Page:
“Unfortunately for corals the outlook is grim.” So says Nick Polato, a graduate student at Penn State University. “While some reefs will certainly endure, we are facing drastic declines both in the number and diversity of reefs as they deal with a host of man-made impacts, such as development and pollution, which aggravate effects of climate change.” Polato is a member of the team led by Iliana Baums, which last month had its research into the effect of temperature on young corals published in the journal PloS One. Polato points out that corals can’t move into more favourable environments except when they are in their young forms, known as larvae. “Our study showed high temperatures can really mess up the development of young corals,” he says, “so the ability of coral larvae to endure stress will be critical to the survival and recovery of affected reefs.”
Because corals don’t feature obviously in most people’s lives, it’s easy to underestimate their importance, Polato says. “Reefs matter because they protect shorelines from erosion, provide habitats for many species that we rely on for food, and that contain unique chemical compounds that we might be able to use to develop new drugs,” he explains. While he and his fellow researchers have looked at exactly how coral larvae respond to higher temperature, Polato emphasises that the loss of colour and death of mature coral has been well studied. “It is proven beyond reasonable doubt that corals bleach and eventually die in response to persistent warm water temperatures,” he says.
In fact Polato was initially surprised by how extremely sensitive corals are to rising sea surface temperatures (SSTs). “Studies have shown that even minor increases of only 2-3°C can cause corals to bleach and possibly starve,” he says. “Since even conservative estimates predict changes on this scale for much of the tropical ocean, major negative changes for reefs worldwide seem unavoidable.”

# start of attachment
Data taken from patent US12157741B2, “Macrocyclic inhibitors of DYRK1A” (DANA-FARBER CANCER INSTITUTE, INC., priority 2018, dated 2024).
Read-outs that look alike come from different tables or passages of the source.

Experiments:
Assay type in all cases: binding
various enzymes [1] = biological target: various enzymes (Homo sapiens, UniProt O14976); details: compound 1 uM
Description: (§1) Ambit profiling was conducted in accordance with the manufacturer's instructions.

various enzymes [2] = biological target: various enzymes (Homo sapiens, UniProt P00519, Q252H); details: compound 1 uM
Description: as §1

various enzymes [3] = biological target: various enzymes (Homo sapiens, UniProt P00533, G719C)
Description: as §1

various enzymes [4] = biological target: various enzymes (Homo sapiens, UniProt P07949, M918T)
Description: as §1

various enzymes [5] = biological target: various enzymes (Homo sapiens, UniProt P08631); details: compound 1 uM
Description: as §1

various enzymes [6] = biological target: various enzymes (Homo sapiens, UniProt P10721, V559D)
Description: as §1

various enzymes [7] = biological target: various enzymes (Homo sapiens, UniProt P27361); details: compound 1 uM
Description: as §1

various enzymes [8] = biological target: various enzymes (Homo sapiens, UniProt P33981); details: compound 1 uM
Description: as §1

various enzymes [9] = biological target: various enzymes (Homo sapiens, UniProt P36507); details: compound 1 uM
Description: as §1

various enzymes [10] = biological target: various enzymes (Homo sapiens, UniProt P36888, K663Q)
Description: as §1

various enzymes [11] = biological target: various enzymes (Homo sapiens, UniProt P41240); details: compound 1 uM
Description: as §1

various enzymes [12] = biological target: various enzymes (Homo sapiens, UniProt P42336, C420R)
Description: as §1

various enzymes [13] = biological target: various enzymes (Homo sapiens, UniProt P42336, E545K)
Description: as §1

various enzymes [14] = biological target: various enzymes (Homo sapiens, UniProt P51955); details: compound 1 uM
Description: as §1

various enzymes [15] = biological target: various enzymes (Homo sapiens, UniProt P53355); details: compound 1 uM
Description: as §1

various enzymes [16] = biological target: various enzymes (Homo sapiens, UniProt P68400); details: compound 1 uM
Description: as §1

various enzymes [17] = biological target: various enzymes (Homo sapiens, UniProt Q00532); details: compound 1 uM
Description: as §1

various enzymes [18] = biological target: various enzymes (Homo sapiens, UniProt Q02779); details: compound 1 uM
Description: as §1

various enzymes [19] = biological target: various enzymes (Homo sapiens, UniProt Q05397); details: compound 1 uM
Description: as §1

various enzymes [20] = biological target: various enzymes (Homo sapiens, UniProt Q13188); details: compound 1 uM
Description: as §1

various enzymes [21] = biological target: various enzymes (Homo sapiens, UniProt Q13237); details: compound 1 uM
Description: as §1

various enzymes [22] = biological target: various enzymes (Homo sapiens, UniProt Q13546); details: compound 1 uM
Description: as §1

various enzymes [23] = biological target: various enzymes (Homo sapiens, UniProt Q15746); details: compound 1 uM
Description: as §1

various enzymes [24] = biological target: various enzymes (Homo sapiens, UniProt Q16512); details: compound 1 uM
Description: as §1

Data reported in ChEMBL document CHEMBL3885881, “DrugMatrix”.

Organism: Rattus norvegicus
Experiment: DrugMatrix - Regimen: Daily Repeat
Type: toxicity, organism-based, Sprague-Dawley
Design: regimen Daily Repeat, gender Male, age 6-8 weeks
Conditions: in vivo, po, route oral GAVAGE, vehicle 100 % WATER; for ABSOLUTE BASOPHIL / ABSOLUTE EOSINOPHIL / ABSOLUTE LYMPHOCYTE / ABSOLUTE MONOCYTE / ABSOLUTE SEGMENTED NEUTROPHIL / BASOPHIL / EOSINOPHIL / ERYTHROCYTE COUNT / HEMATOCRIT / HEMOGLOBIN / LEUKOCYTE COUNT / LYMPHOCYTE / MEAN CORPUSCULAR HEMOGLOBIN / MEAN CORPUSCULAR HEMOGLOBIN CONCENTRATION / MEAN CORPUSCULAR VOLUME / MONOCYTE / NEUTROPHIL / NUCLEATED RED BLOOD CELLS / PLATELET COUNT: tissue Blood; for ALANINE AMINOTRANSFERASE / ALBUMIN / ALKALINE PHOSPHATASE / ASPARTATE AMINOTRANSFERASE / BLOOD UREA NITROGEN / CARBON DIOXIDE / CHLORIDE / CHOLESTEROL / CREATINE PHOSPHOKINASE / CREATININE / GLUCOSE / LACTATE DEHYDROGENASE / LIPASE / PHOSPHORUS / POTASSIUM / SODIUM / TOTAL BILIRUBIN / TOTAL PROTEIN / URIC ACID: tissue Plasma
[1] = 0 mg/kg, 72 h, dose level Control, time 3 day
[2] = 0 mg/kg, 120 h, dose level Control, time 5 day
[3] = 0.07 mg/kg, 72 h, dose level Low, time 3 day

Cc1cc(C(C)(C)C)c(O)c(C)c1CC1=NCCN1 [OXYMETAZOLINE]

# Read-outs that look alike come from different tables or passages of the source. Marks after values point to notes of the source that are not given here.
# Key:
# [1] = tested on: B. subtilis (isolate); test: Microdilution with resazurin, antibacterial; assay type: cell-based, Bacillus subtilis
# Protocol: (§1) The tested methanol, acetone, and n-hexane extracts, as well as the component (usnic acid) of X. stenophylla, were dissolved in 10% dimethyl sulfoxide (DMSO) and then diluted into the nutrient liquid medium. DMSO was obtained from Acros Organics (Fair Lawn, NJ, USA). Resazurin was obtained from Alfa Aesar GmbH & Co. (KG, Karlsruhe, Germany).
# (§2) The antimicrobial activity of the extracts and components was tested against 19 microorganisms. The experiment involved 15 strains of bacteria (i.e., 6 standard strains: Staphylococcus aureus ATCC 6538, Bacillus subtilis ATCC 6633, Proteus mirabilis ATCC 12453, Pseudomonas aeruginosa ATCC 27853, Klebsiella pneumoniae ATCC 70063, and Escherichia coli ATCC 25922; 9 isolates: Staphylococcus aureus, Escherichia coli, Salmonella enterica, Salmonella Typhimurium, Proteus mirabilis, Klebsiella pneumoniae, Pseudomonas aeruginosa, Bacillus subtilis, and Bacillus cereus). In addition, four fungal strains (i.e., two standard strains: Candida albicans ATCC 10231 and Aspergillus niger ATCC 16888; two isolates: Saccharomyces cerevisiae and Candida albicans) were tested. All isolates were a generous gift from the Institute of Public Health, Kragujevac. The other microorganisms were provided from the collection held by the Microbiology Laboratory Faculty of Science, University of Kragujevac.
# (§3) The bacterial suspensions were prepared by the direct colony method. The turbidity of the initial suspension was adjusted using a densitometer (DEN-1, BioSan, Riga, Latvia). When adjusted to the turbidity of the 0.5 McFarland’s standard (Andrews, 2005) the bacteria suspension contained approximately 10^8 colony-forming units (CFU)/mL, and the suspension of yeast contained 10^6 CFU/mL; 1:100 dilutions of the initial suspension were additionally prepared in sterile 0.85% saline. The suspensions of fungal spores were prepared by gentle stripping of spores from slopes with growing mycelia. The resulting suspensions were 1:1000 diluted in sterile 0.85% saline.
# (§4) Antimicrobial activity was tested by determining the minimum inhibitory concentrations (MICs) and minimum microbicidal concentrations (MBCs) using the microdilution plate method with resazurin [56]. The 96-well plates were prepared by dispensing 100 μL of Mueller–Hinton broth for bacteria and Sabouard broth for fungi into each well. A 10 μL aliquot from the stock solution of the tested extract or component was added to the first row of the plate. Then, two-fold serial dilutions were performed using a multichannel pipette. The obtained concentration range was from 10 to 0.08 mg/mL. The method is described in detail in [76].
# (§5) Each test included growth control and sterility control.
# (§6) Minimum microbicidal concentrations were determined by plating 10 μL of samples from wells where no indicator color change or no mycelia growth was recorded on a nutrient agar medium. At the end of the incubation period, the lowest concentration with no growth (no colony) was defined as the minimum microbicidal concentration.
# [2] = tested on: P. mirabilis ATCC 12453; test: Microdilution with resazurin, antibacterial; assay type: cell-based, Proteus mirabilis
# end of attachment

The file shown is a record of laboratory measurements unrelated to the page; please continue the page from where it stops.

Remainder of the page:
Climate change will also create problems for coral beyond those caused by temperature, Polato underlines. For example, rising sea levels will alter where corals can live, and some existing reefs will find themselves too deep to harvest the solar energy that they depend on for nutrition. “It is well documented that warmer oceans will lead to more frequent and intense storms that severely damage reefs and can require many decades to recover from,” Polato adds. “Also, a higher concentration of CO2 in the atmosphere makes surface waters more acidic, upsetting the delicately balanced chemical reactions that allow corals to grow.”
However, corals have lived on Earth for millions of years, seeing many climate changes in that time, and Polato believes that some will survive future warming. “But if we do nothing to conserve them, we may lose the cohesive ecosystems we know as coral reefs,” he warns. “Fortunately, as my research and others’ has shown, glimmers of hope do exist in the form of unexpected natural variation, and pockets of stress resistant individuals.”
In their PloS One paper the Penn State team found that coral larva from Florida were initially more sensitive to higher temperatures than Mexican larvae. “Gene expression – the production of whatever a gene holds the instructions for – can vary depending on environmental conditions,” Polato explains. “They can be turned up or down as needed – kind of like a thermostat. What’s interesting about our study is that these corals from Florida and Mexico are actually one large interbreeding population, not two separate populations. Based on the results of our experiment, we expect that the variation may be due to adaptation to local temperatures. This is surprising since both locations share the same gene pool, but if you look at the range of temperatures they have to deal with, where it is consistently warm in Mexico and varies seasonally from warm to cold in Florida, it makes a lot of sense.”
Now the researchers can use this data to begin breeding select individuals from these corals to improve temperature resistance. “We are not attempting to create any new species,” Polato emphasises. “We are trying to preserve and protect species that are already here.” They hope to spot how natural variation in coral populations influences their tolerance to high temperatures, acidity and disease, and their overall fitness. “Knowledge of this sort is important so we can conserve individuals that may be better at dealing with stress, and so we can forecast what will happen to reefs as the climate changes.”